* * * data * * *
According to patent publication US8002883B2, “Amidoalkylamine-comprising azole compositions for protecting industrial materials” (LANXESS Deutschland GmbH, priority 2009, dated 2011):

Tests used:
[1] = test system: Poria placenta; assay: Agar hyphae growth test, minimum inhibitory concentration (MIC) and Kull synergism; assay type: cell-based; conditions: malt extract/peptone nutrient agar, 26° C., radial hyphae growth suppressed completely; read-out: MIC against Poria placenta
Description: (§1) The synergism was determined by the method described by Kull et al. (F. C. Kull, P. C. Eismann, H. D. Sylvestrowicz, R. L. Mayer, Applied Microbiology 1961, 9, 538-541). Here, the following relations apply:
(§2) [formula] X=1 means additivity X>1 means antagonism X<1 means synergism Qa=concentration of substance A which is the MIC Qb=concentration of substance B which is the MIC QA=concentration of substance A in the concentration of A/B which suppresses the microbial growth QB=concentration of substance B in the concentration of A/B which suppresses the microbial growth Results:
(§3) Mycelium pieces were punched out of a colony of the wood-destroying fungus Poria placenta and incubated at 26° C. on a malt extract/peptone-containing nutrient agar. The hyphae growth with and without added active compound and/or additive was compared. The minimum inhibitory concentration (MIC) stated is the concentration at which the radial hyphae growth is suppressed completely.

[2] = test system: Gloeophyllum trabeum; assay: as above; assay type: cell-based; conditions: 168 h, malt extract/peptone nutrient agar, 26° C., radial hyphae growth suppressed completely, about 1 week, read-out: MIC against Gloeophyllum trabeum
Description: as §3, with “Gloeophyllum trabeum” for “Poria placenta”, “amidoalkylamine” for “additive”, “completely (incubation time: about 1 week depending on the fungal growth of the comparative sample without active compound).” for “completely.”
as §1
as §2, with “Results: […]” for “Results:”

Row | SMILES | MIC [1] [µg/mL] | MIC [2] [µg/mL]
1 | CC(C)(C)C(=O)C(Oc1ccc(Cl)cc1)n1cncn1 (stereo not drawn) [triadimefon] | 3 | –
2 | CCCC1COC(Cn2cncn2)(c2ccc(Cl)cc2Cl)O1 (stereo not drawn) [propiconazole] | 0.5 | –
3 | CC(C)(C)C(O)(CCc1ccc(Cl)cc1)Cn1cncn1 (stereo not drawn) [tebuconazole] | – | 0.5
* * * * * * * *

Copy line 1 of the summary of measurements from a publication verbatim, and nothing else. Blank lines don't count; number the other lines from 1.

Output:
According to patent publication US8002883B2, “Amidoalkylamine-comprising azole compositions for protecting industrial materials” (LANXESS Deutschland GmbH, priority 2009, dated 2011):